Yes, we can . . . cut spend­ing

The Washington Times Weekly - - Commentary -

When I hear politi­cians say they can­not cut gov­ern­ment spend­ing and we must have tax in­creases, I know they are ei­ther cor­rupt or in­com­pe­tent. Any­one who has ever been around gov­ern­ment agen­cies knows that they tend to be over­staffed and in­ef­fi­cient com­pared with op­er­a­tions in the pri­vate sec­tor. But we also know that many gov­ern­ments do a much bet­ter job in man­ag­ing tax­payer dol­lars than other gov­ern­ments. At a min­i­mum, we should de­mand that our po­lit­i­cal lead­ers man­age the gov­ern­ment they are re­spon­si­ble for as well as other po­lit­i­cal lead­ers man­age their gov­ern­ments.

Pres­i­dent Obama and many of his fel­low Democrats say we can­not re­duce our debt prob­lem to man­age­able lev­els with­out in­creas­ing taxes. I say, why not? Some other coun­tries spend less per capita and yet pro­vide higher lev­els of gov­ern­ment ser­vice. Both Aus­tralia and Switzer­land have higher per capita in­comes than the United States. (Note: The per capita fig­ures for both Aus­tralia and Switzer­land are some­what over­stated be­cause of the re­cent fall in the dol­lar ver­sus their cur­ren­cies, but the fact of higher real in­comes in those coun­tries re­mains.)

Fur­ther­more, both of these coun­tries have lower un­em­ploy- ment rates, lower lev­els of to­tal gov­ern­ment spend­ing per per­son (fed­eral, state and lo­cal), much lower debt and deficits as a per­cent­age of their gross do­mes­tic prod­ucts, less corruption, equal or more eco­nomic free­dom, and longer life spans than the United States. It is only re­cently that the Aus­tralians and the Swiss have had real per capita in­comes higher than Amer­i­cans. The ques­tion is, if the Swiss and Aus­tralian gov­ern­ments can spend less per capita than Amer­i­can politi­cians and get bet­ter out­comes, why don’t our rep­re­sen­ta­tives re­duce and re­form spend­ing, rather than in­crease taxes, which will slow eco­nomic growth?

Over the past 15 years, Aus­tralia, Canada, Swe­den, Switzer­land and some other coun­tries have all re­duced the rel­a­tive size of their gov­ern­ments and have seen their per capita in­comes and other mea­sures of cit­i­zen well-be­ing rise rel­a­tive to the United States. The Swedes man­aged to cut the size of their gov­ern­ment by 20 per­cent, and now they have about the high­est growth rate in Europe. If the U.S. did the equiv­a­lent, much of its debt/deficit prob­lem would dis­ap­pear.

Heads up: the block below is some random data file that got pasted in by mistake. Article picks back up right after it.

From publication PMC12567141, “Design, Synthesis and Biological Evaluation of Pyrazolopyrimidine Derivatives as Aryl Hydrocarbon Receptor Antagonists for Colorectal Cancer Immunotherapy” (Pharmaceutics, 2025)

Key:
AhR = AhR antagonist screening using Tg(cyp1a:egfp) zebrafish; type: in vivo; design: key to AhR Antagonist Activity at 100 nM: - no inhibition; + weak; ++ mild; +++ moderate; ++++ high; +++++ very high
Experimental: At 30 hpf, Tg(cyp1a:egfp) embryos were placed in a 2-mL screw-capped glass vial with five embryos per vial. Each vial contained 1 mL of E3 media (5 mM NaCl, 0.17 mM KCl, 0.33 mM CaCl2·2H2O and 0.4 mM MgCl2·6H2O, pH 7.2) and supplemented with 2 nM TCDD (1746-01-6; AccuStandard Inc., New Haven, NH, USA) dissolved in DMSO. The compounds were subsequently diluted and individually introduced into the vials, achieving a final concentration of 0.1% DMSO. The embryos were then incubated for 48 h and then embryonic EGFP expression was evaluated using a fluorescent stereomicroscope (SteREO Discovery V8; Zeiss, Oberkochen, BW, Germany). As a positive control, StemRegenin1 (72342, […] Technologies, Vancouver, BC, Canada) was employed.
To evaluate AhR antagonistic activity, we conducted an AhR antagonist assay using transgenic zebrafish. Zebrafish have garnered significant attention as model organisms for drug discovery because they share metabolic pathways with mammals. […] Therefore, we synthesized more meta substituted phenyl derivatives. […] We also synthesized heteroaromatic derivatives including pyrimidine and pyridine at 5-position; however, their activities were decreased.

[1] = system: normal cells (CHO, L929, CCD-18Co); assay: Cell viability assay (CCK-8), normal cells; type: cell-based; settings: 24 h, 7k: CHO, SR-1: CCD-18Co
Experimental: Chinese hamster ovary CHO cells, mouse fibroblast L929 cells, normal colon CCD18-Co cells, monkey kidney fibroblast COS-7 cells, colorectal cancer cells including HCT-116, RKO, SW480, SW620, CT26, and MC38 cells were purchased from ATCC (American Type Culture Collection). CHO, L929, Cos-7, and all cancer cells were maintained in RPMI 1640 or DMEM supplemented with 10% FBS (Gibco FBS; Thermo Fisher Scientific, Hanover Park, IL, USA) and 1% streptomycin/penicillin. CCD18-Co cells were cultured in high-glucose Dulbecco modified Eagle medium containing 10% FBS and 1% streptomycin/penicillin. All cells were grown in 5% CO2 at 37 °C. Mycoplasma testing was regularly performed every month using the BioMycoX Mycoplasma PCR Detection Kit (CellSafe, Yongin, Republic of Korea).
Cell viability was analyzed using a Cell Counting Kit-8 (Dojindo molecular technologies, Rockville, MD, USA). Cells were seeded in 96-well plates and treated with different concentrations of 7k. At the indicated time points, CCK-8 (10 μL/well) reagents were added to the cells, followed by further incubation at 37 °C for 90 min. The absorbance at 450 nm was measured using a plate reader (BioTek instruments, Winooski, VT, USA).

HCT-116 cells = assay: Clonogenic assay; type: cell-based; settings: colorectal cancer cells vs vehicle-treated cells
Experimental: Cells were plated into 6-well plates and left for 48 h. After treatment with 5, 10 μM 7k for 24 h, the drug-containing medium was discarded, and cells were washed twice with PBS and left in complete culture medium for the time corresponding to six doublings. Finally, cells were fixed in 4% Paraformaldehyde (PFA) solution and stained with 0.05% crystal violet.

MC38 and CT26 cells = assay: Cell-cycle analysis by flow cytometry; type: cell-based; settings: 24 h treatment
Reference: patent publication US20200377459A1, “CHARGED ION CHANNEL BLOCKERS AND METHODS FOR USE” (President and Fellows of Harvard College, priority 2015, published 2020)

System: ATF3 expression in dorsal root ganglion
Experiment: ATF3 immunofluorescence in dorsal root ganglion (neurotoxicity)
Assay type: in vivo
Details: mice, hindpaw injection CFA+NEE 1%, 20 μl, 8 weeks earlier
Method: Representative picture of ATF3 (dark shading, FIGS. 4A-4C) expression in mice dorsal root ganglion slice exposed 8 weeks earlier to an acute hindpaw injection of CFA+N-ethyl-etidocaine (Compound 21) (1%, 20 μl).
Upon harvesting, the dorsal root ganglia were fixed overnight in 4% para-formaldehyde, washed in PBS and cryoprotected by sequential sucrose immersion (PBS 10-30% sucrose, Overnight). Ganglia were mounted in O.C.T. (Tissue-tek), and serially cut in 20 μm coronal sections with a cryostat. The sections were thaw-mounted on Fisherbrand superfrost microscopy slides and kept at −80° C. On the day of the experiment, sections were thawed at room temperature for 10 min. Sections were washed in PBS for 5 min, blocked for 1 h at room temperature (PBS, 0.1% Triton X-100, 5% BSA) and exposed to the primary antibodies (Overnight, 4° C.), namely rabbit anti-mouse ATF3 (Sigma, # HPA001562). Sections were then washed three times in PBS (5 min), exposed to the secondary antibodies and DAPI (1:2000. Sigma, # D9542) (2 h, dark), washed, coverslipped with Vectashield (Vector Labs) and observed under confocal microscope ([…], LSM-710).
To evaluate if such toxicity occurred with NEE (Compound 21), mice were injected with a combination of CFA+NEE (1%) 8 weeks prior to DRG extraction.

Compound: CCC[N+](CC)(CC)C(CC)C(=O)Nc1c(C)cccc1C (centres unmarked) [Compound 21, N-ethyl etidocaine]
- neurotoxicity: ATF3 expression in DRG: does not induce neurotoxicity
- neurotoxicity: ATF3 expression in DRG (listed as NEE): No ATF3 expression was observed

Mr. Obama claimed that if the Repub­li­cans did not in­crease taxes, Amer­i­can chil­dren and the el­derly would be left with­out ad­e­quate food and med­i­cal care. How­ever, Swiss and Aus­tralian chil­dren and the el­derly who are in need get help from their gov­ern­ments. If they can do it, why can’t we? The an­swer is too many U.S. politi­cians and gov­ern­ment bu­reau­crats are cor­rupt and/or in­com­pe­tent. When he was run­ning for of­fice, Mr. Obama promised to ex­am­ine ev­ery fed­eral spend­ing pro­gram and cut out waste, fraud, abuse, etc. — but he has never done it.

The same ex­cuse-mak­ing is true at the state level. New York spends al­most 65 per­cent more per capita and Cal­i­for­nia more than 30 per­cent more per capita than Vir­ginia does. New York and Cal­i­for­nia have big bud­get deficit prob­lems, and Vir­ginia is run­ning a sur­plus. Vir­ginia re­cently has been rated “best for busi­ness.” A few decades ago, Vir­ginia was much poorer on a per capita in­come ba­sis than New York or Cal­i­for­nia. So why has Vir­ginia suc­ceeded? One rea­son is that Vir­ginia has a part-time leg­is­la­ture, which is lim­ited to meet­ing just a cou­ple months a year. This has proved to be plenty of time to get the state’s busi­ness done while lim­it­ing the time that leg­is­la­tors have to come up with use­less and coun­ter­pro­duc­tive pro­grams. Vir­ginia also has been blessed with more com­pe­tent gov­er­nors (Democrats and Repub­li­cans who can serve only one term) and more ca­pa­ble elected of­fi­cials than Cal­i­for­nia or New York.

Texas, Florida and sev­eral other states have no state in­come tax and are lead­ers in job cre­ation. When you see politi­cians in Cal­i­for­nia, New York and else­where say­ing they need to in­crease taxes, you know they are cor­rupt or in­com­pe­tent.

The Repub­li­cans should de­mand that the pres­i­dent up­hold his cam­paign prom­ise to ex­am­ine ev­ery ex­pen­di­ture and cut out the waste, fraud and du­pli­ca­tion be­fore in­creas­ing the debt limit.

Richard W. Rahn is a se­nior fel­low at the Cato In­sti­tute and chair­man of the In­sti­tute for Global Eco­nomic Growth.

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